University of Strathclyde Architecture
TO SHELTER PART 2
You'll investigate the fundamental need of man “to shelter”. The project concentrates on the ‘setting’ - the connection of “inside to outside” and the implications of making a mark in the landscape.
You're introduced to the challenges of designing to a brief within the context of the urban environment. The specific issue explored is the nature of domesticity - what it means “to dwell”.
You'll engage with real clients in order to develop a programmatic response, delivering a public building in the city.
ARB/RIBA Part 1 (Communication)
The Design Studies programme is supported by a compulsory series of associated discussion sessions and workshops in communication skills and media under the banner experiencing architecture.
This class introduces you to a broad overview of the cultural context of architecture. You'll be encouraged to develop confidence in observing and commenting on architecture of all periods, and to express yourself clearly and accurately in spoken and written communication.
The class is the first stage of student education regarding the building and environmental technology aspects of architectural design.
The course introduces an elemental understanding of:
- building structures
- construction process
- architectural detail
- building physics
- sustainability and environmental responsibility and control
You'll investigate what it means ‘to belong’ through a series of small projects taken to develop an understanding of architectural programme in relation to context.
You'll investigate what it means “to gather”, understood as a basic human need, to congregate communally in celebration of shared values. You'll be asked to design a medium scaled public facility dedicated to communal activity.
The final design project for the second year studio focuses on the programmatic activity of what it means “to learn”. This allows you to examine a single building programme in-depth through a process of analysis and synthesis.
The Design Studies programme is supported by a compulsory series of associated discussion sessions and workshops in communication skills and media under the banner 'Experiencing Architecture'.
You're introduced to some of the key issues, historical movements and events that shaped and structured the modern built and cultural environment. You'll get an introduction to the origins of the modern city, from the birth of capitalism to the European avant-garde.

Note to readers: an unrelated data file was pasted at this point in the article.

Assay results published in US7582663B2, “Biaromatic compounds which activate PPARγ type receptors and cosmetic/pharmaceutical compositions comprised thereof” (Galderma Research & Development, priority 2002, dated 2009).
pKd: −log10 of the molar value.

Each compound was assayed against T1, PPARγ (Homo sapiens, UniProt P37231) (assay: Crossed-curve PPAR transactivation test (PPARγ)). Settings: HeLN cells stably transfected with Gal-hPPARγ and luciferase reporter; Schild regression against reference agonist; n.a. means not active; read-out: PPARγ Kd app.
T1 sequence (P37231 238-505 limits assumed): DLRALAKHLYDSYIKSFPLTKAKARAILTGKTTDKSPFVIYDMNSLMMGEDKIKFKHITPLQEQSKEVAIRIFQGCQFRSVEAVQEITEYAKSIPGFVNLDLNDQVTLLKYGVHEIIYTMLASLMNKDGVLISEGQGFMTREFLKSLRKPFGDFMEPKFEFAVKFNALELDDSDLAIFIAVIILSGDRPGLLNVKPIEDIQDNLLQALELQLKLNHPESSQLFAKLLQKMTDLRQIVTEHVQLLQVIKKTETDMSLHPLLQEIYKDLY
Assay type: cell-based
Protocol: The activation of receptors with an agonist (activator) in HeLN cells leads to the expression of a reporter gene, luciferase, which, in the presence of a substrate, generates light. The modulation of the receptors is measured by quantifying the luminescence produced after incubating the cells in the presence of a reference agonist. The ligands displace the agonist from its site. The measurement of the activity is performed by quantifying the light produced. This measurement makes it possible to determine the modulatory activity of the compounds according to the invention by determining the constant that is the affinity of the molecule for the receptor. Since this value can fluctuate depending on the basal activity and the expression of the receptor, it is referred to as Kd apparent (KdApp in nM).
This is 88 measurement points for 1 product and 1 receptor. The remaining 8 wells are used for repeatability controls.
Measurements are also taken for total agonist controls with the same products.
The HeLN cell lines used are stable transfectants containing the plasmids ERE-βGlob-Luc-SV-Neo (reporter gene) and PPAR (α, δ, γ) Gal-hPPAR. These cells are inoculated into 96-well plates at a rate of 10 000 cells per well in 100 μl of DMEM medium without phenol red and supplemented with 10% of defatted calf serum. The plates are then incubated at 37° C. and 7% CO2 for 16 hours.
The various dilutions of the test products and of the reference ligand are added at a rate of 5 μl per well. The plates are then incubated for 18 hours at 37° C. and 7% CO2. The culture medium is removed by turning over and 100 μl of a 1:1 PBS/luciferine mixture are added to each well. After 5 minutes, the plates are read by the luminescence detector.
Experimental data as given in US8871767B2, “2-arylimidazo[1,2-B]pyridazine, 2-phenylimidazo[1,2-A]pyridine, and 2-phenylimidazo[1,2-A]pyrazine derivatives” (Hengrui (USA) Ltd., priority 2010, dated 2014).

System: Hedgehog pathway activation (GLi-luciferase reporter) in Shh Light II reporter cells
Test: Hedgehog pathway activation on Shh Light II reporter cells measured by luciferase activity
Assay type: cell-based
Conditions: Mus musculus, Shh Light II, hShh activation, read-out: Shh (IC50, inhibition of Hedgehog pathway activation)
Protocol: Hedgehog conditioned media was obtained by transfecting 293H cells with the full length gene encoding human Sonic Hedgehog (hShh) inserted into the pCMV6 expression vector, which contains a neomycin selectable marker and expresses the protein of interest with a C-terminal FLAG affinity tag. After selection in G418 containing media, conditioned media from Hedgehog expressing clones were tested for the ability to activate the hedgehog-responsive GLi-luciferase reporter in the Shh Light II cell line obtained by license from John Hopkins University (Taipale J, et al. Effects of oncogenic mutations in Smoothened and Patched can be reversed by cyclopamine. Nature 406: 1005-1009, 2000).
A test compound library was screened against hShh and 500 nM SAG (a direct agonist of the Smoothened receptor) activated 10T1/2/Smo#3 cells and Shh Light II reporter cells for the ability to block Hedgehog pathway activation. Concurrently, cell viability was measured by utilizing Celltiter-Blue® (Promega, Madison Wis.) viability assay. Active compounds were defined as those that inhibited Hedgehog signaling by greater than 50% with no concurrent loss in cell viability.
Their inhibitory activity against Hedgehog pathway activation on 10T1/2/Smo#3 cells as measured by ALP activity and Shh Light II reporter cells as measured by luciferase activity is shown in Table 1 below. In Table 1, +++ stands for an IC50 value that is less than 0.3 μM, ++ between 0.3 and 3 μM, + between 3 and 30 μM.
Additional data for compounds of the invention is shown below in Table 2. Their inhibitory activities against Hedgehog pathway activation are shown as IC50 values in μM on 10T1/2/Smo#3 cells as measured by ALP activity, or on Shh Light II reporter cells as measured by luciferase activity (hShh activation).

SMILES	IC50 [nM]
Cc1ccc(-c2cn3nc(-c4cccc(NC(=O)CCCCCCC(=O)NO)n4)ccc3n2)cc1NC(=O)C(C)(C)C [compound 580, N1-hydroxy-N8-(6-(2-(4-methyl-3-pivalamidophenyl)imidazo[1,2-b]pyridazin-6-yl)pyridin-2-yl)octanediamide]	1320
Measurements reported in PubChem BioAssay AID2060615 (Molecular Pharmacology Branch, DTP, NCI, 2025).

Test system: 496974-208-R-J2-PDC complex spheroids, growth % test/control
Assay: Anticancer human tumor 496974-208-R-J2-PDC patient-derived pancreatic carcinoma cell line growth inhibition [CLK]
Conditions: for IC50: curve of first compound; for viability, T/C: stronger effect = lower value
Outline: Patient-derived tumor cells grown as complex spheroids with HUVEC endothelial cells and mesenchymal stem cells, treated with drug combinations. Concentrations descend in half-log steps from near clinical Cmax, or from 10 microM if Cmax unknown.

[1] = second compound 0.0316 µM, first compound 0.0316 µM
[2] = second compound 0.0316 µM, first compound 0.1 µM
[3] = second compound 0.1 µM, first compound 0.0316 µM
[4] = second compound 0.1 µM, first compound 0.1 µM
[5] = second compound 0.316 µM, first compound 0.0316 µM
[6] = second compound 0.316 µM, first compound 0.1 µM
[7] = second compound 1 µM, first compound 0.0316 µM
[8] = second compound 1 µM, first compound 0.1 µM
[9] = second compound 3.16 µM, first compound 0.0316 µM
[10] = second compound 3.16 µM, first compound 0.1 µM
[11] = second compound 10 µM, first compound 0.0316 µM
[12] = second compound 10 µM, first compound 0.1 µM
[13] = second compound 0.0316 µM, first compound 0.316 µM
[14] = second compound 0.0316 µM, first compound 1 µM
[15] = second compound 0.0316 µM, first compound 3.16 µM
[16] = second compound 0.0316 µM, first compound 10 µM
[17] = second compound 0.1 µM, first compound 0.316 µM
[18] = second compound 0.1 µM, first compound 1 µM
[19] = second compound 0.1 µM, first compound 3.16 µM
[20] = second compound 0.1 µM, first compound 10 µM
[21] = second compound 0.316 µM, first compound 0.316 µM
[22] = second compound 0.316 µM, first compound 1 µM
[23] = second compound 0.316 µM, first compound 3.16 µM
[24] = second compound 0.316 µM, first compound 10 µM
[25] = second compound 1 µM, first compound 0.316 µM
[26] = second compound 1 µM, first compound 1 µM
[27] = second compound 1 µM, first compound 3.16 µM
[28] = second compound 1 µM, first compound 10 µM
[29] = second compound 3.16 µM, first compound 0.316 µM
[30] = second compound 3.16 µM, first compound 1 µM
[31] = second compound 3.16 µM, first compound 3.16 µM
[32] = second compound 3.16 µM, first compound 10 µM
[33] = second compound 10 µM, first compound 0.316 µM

This class expands the knowledge base in terms of structural and construction systems introducing:
- more complex building types
- larger spanning structures
- contemporary building materials
- a variety of environmental engineering design skills relating to the design of buildings which will ensure human comfort
You'll take an elective class amounting to 20 credits total from those described in the University Class Catalogue.
For students intending to take the International Exchange programme in Year 3, and to be eligible for the BSc in Architectural Studies with International Study, we recommend 20 credits of language.
TO LIVE/TO WORK
The class is a semester long investigation into the nature of what it means to live and work in the urban realm through the design of an urban housing project, from feasibility to detailed investigation.
TO PLAY (UNDERGRADUATE THESIS)
You'll consider the architectural implications of what it means “to play”, as a collective cultural phenomenon examined against the urban context. The emphasis is on the notion of “performance” and its association to “the city”.
You'll develop a critical evaluation of cultural theory and architectural history focusing on specific issues relating to the modern movement in architecture, its relationship to the city and the historical context regarding urbanity.
The third stage of the investigation of architectural technology aims to develop a detailed understanding of structural, construction and environmental systems. Also an ability to holistically integrate these systems and knowledge base within a complex architectural proposition.
The class introduces you to the key features of the architectural profession and the construction industry. It provides a forum for discussion on the emerging industry, profession and modes of practice.
You'll complete a digital academic portfolio in line with the requirements of Part 1, ARB/RIBA professional accreditation.
To CARE (Part 1)
The class focuses on the design of a small programmatically complex, multi-functional urban building. The design exploration includes site and programme appraisal, the generation and systematic testing, analysing and appraising of design options with the aim of drawing conclusions in the design process.
To CARE (Part 2)
The class focuses on the design of a large programmatically simple, multi-functional urban building to be set within a specific urban character. It has to be developed to a detailed level sufficient to demonstrate the relationship between the overall architectural concept, spatial quality and related technical and environmental considerations.